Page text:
11. I spotted it :-) I think scrapbooking and art journalling are 'stuff' traps, especially the former - which is great for all the entrepreneurs setting up in business on the coattails of the latest (primarily) female focussed fads. What do you do with all those completed scrapbooks and journals? As they started to pile up, I realised I could fill the house with these things and all the cardstock, embellishments, pens, books and what have you. I read a piece by Carrie Fisher once, where she was talking about a new fad and how it meant getting all the cute stuff that goes with it - in other words, it's great because you can go shopping. That's what female fads all boil down to - shopping. I think we are more authentic than that and will draw with a broken pencil on the back of a used envelope if there is nothing else handy. Art isn't always pat or pretty. It's having the courage to rip out what's inside of you and put it down in front of you.
    As for the vagina, and the Pinterest link - I like this idea of resplendently using female symbology - yes, I like it very much.

  12. I have to agree with most of what you say. I began to art journal, and bought tons of stash . . . but it never seemed enough, and I thought my pages werent cutting it because of that. I ended up making generic FB quote type ones, and felt even less satisfied. If I did make ones that really spoke to the real me then I wouldnt put them up on my blog or on the net . . . that would be too personal for me. But I get and love the way youve said it in this post!

    now I've kind of given up with the journalling and now have a ton of stash I'm not really sure what to do with! lol!

  13. Thanks all, glad to have a few more on the same page!

  14. Ha! Love this! I've tried to art journal, I really have, but it just ends up being a sketch book!

  15. I enjoyed this post too - it was kind of a surprise as - I didn't know either that art-journalling was a 'thing' or that there would be any kind of etiquette to it... I have been drawing in my journals a little more this year (with just a biro pen, in my writing journal), and some have made it onto my blog - I have found it liberating. I guess if I stop to consider them in the context of this post, they are pretty girly -there are lots of hearts and probably some butterflies and definitely a fairy or two! All of which I 'fess-up to enjoying very much! For me there was never really any consciousness around how challenging my pictures were or could be (to myself or others), or how they might be perceived by others - although I accept that I do like my pictures to be pleasing to my own eye at least (maybe something I could challenge?)... I am totally on board with Samantha Jenkins' comment - and agree that there are no rules when it comes to how we choose to express ourselves. I guess for me what it boils down to is, how authentic the individual feels when they create their art, whatever it be. If you feel authentic, and truthful, and that you are doing 'your thing' and it that lights your own fire, or even just that it does meet your needs in some way, then the fact that you have manifested anything at all, is to me as important as what the subject matter turns out to be, darkness or light, perfection or complete experimentation or something in-between...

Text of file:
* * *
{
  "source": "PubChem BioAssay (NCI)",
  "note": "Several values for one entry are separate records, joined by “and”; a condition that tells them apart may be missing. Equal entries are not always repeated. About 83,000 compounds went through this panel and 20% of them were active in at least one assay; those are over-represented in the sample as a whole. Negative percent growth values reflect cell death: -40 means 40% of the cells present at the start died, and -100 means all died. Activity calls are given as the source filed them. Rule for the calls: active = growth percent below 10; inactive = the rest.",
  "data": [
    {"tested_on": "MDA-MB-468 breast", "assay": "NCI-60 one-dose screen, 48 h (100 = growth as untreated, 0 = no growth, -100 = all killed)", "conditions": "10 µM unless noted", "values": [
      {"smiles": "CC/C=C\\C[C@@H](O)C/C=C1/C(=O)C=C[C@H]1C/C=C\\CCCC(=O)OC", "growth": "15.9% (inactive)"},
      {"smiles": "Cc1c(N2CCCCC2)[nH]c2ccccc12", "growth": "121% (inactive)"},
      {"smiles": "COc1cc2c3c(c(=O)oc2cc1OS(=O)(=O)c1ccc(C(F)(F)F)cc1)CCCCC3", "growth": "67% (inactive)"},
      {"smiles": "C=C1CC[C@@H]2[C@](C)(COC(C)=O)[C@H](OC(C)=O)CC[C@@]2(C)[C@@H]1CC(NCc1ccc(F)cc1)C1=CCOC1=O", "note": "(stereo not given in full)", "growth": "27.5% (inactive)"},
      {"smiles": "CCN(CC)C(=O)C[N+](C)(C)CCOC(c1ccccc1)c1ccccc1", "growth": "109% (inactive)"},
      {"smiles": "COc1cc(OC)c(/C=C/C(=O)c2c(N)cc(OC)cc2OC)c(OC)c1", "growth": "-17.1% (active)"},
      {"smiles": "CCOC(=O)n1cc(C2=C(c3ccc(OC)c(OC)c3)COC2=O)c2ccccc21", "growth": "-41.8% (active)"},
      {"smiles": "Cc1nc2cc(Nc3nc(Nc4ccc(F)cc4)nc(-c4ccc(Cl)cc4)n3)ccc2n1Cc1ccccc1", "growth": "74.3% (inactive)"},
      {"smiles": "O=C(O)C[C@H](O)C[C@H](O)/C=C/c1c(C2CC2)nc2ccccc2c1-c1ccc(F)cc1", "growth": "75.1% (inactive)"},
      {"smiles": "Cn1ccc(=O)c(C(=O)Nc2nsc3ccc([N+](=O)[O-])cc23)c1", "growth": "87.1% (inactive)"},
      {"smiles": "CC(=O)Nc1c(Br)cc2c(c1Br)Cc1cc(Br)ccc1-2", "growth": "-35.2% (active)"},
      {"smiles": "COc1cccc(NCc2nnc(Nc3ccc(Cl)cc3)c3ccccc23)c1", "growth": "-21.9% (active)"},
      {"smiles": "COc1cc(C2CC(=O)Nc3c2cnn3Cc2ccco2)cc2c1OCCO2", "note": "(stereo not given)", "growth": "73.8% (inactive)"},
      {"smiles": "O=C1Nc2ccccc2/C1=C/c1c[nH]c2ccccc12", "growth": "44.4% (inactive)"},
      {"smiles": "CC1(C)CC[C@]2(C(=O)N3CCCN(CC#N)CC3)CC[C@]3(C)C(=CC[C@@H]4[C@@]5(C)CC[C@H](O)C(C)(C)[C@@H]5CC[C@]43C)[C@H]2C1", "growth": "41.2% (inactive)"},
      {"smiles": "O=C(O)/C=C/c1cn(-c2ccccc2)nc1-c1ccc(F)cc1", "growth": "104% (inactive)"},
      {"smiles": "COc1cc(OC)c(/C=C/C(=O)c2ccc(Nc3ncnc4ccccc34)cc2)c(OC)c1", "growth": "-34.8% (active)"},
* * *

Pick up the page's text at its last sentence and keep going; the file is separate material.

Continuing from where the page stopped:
Thank you for your - as ever - thought provoking post!

  16. "I guess for me what it boils down to is, how authentic the individual feels when they create their art, whatever it be. If you feel authentic, and truthful, and that you are doing 'your thing' and it that lights your own fire, or even just that it does meet your needs in some way, then the fact that you have manifested anything at all, is to me as important as what the subject matter turns out to be" - Totally, completely, YES, YES, YES, Moonshine mama - thanks for the comment!

  17. I love this post and all the opinions. Lucy you've invented a new game: Spot the vagina! Perhaps a new pinterest board game for us ... "spot the vagina", and pin the pictures. (Of course O'Keefe is the first artist that wildly comes to mind. I love THIS!!!! xoxo

  18. Thank you for expressing it for me. I loved it all at first but yes, the cutesy stuff got to me and the stamping and cutting out and gessoing. It all seemed rather phony and pointless to me.

    I am not saying that if you cannot draw or paint that you should not use other means to express yourself but it seems to have gotten to be like a production line. Where you make up a bunch of slap dash pages to use later on...and yes the writing part, the self expression part has dropped by the way side.

    There is lots I like about it: the recycling aspect, using cereal boxes and old envelopes, bits of cloth and lace, binding your own book. But too much of it is pre packaged now. Many of the sites that vow to teach you how to journal are just dressed up advertising for this or that product, paint, tag etc.

    Again thanks for exposing this and expressing what was starting to niggle at me.

  19. Ye. I spotted the vagina. Apparently the heart symbol and even the Fish symbol (used by Pagans and Christians alike) are also meant to represent the Goddess / vagina.